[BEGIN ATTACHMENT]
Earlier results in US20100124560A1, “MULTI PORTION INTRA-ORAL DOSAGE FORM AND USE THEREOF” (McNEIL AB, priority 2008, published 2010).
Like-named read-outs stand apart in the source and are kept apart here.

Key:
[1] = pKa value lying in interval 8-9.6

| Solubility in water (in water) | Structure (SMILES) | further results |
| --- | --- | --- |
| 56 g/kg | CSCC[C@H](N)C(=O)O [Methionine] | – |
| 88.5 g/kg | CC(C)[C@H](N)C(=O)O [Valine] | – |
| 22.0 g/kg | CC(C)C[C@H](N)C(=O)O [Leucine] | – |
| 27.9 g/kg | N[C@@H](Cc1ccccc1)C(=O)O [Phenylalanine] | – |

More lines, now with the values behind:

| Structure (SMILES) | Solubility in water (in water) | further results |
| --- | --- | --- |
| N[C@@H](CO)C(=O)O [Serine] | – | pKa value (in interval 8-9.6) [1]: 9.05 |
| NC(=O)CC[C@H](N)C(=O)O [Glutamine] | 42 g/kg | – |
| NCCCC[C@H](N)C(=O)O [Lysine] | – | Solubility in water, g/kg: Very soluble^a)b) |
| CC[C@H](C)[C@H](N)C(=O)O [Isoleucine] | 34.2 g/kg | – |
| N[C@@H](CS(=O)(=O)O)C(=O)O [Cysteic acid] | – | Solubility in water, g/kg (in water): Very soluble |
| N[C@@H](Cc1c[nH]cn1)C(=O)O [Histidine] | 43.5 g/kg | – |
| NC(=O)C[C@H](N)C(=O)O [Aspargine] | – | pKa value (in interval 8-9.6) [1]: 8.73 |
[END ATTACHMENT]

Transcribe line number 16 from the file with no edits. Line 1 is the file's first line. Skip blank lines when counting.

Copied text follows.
| NCCCC[C@H](N)C(=O)O [Lysine] | – | Solubility in water, g/kg: Very soluble^a)b) |